- Yes, what is this voltage divider good for?

It wouldn't be any good to power another circuit that requires current, for

the circuit would load down the voltage. It would be good, however, at

the input of a circut with high imput impedance, such as an input of an

opamp.

Ed

<html></html>

>From: mrostamy@...

_________________________________________________________________

>Reply-To: Electronics_101@yahoogroups.com

>To: Electronics_101@yahoogroups.com

>Subject: [Electronics_101] Re: newbie question of voltage dividers

>Date: Sat, 29 Sep 2001 16:37:20 -0000

>

>Hi!

>Tako placed a very basic question, and Larry very nicely put the

>answer...where do you get the art for designing circuits in TXT??

>

>However I would suggest the following question to Tako and all other

>begginers. We have a voltage divider like the one Larry designed. So

>the 3 different voltages (refered to GND) are present. But what if we

>connect something to them, thus drawing current from the circuit.

>Would we still have a voltage divider? Maybe a current divider? Surely

>if we darw current from any of the three voltages their voltage would

>change! So what is this Voltage divider stuff good for???

>

>have a nice weekend!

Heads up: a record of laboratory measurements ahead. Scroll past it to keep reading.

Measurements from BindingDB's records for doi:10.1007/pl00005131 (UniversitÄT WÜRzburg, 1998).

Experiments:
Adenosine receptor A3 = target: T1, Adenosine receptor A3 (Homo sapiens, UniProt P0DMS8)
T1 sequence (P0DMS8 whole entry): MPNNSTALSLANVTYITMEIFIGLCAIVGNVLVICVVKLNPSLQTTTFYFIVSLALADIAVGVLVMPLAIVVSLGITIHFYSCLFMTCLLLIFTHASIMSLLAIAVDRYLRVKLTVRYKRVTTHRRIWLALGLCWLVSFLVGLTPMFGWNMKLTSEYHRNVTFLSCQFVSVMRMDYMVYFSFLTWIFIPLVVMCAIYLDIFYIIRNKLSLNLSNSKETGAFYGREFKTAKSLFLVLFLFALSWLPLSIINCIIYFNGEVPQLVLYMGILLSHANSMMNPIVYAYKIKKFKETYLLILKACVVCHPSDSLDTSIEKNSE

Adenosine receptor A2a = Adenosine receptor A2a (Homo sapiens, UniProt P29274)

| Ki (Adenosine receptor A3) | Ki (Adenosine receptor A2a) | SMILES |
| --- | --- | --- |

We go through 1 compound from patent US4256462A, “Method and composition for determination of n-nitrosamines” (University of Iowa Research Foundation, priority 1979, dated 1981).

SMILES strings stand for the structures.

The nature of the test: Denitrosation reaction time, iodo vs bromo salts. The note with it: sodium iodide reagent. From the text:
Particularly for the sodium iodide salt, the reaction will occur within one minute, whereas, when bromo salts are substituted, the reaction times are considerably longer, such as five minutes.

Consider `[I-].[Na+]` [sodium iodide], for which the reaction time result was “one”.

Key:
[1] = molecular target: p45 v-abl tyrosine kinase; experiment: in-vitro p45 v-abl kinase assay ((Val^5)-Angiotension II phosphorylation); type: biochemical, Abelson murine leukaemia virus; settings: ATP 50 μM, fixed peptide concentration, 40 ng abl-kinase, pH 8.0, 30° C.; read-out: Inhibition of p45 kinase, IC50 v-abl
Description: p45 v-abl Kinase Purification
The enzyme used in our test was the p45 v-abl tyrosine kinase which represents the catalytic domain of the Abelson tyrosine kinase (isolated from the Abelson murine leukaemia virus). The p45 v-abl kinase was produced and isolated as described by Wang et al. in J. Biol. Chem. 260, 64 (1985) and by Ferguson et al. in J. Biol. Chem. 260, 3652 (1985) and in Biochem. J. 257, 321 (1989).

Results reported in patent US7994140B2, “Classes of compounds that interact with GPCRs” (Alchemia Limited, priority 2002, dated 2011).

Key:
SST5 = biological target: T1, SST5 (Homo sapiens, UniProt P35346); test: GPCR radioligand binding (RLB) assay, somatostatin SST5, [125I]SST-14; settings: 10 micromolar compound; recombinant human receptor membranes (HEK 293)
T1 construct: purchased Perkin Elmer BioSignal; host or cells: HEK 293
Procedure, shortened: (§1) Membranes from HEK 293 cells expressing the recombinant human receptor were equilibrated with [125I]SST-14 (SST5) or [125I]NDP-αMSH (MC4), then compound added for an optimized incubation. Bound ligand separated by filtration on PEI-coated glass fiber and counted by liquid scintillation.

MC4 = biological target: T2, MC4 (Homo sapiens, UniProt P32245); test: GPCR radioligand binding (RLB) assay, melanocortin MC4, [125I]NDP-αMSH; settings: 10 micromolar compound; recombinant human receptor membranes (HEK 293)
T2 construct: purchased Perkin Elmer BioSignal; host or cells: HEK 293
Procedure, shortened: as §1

>

>

>--- In Electronics_101@y..., Larry Hendry <hendrysr@y...> wrote:

> > Tako, What you have read is true. What you have drawn below is not a

> > parallel circuit. In a circuit of parallel resistors, both ends of

> > each resistor would be tied together. voltage is the same across

> > all, and current divides based on resistance.

> >

> > Like this:

> >

> > +9V ---+----+----+

> > | | |

> > 9K 9K 18K

> > | | |

> > Gnd ---+----+----+

> >

> >

> > In this parallel circuit, each resistor has 9 volts across it. the 9

> > K resistors have .001 amp or 1 milliamp each. The 18 K resistor has

> > 0.5 milliams. Total current is 2.5 milliamps. 9/9,000=.001 and

> > 9/18,000 = .0005

> >

> > A series circuit is used to divide voltages. The current is the same

> > in all resistors. like this:

> >

> > +9V ----1k---2k---6k---ground

> >

> > total current flow = 9/(1000+2000+6000) = 0.001 amps

> > Voltage across each individual resistor

> > = 1,000 * .001 amps = 1 volt

> > = 2,000 * .001 amps = 2 volts

> > = 6,000 * .001 amps = 6 volts

> >

> > The sum of the voltage drops (1+2+6) must equal the total voltage

> > across the resistors. The both equal 9 volts.

> >

> > So, if I took a voltage reading in reference to ground starting at

> > the 9 volt point, I would read 9V, then 8V then 6V.

> >

> > Hope this helps.

> > Larry H.

> >

>

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